The President of the Italian Republic (Italian: Presidente della Repubblica Italiana) is the head of state of Italy and, in that role, represents national unity and guarantees that Italian politics comply with the Constitution. The president's term of office lasts for seven years. The 11th President of the Republic, Giorgio Napolitano, was elected on 10 May 2006, and elected to a second term for the first time in Italian Republic history, on 20 April 2013. On 31 January 2015, the incumbent President, former Constitutional judge Sergio Mattarella, was elected at the fourth ballot with 665 votes out of 1,009.
|President of the Italian Republic
Presidente della Repubblica Italiana
Standard of the President
since 3 February 2015
|Style||President (reference and spoken)
His Excellency (diplomatic, outside Italy)
|Residence||Quirinal Palace, Rome|
|Appointer||Italian Parliament &
|Term length||Seven years
|Inaugural holder||Enrico De Nicola
First President of the Italian Republic under current constitution, 1948
First to use the title President of the Italian Republic (1802–1805)
|Formation||Constitution of Italy|
|Website||Il sito ufficiale della Presidenza della Repubblica|
The framers of the Constitution of Italy intended for the President to be an elder statesman of some stature. Article 84 states that any citizen who is fifty or older on election day and enjoys civil and political rights can be elected President. The article also states that the presidency is incompatible with any other office, therefore the President-elect must resign any other position before being sworn in.
The 1948 Constitution does not put any term limit on the presidency, although until 2013 no President ever ran for a second term. On 20 April 2013 President Giorgio Napolitano agreed to run for a second term in an attempt to break the parliamentary deadlock in the 2013 presidential elections and was duly re-elected that same day. He made it clear, however, that he would not serve his full term, and retired in January 2015.
The President of the Republic is elected by an electoral college comprising the two chambers of Parliament — the Chamber of Deputies and the Senate — meeting in joint session, combined with 58 special electors appointed from the 20 regions of Italy. Three representatives come from each region, save for the Aosta Valley, which appoints one, so as to guarantee representation for all localities and minorities.
According to the Constitution, the election must be held by a secret ballot, with the 315 Senators, the 630 Deputies, and the 58 regional representatives all voting. A two-thirds vote is required to elect on any of the first three rounds of balloting; after that, a simple majority suffices. The election is presided over by the President of the Chamber of Deputies, who calls for the public counting of the votes. The vote is held in Palazzo Montecitorio, seat of the Chamber of Deputies, which is expanded and re-configured for the event.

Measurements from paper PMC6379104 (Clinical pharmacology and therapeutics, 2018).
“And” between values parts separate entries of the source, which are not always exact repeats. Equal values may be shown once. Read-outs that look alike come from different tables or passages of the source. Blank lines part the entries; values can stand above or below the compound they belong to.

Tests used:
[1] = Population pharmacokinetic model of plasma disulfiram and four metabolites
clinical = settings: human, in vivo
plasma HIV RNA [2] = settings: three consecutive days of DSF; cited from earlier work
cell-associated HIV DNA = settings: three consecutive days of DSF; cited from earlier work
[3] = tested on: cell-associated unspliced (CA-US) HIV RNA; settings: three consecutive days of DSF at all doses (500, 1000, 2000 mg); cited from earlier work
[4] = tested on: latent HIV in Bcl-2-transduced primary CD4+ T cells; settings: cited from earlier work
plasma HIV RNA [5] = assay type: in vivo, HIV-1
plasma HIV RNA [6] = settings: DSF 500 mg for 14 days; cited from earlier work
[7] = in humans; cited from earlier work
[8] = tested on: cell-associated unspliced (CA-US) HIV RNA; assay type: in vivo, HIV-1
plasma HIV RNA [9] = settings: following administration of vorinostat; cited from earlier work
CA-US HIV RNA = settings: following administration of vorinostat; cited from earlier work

The President assumes office after taking an oath before Parliament and delivering a presidential address.
The President’s term lasts seven years; this prevents any President from being reelected by the same Houses, which have a five-year mandate, and grants some freedom from excessive political ties to the appointing body.
The Italian President's term may end by: voluntary resignation, death, permanent disability, due to serious illness, or dismissal, as for crimes of high treason or an attack on the Constitution.
Former Presidents of the Republic are called Presidents Emeritus of the Republic and are appointed Senator for life. In the absence of the President of the Republic, including travel abroad, presidential functions are performed by the President of the Senate.
The Constitution lays out the duties and powers of the President of the Republic, to include:
In practice, the President's office is mostly, though not entirely, ceremonial. The Constitution provides that nearly all presidential acts must be countersigned by a member of the government (either the Prime Minister or an individual minister), as most presidential acts are only formal, and real political responsibility is upon the government. Many of the others are duties that he is required to perform. However, pardons and commutations have been recognized as autonomous powers of the President.
According to Article 86 of the Constitution, in all the cases in which the President is unable to perform the functions of the Office, these shall be performed by the President of the Senate, who would temporarily serve as Acting President.
In the event of permanent incapacity, death or resignation of the President, the President of the Chamber of Deputies shall call an election of a new President within fifteen days, notwithstanding the longer term envisaged during the dissolution of the Parliament or in the three months preceding dissolution.
There is one living former Italian President: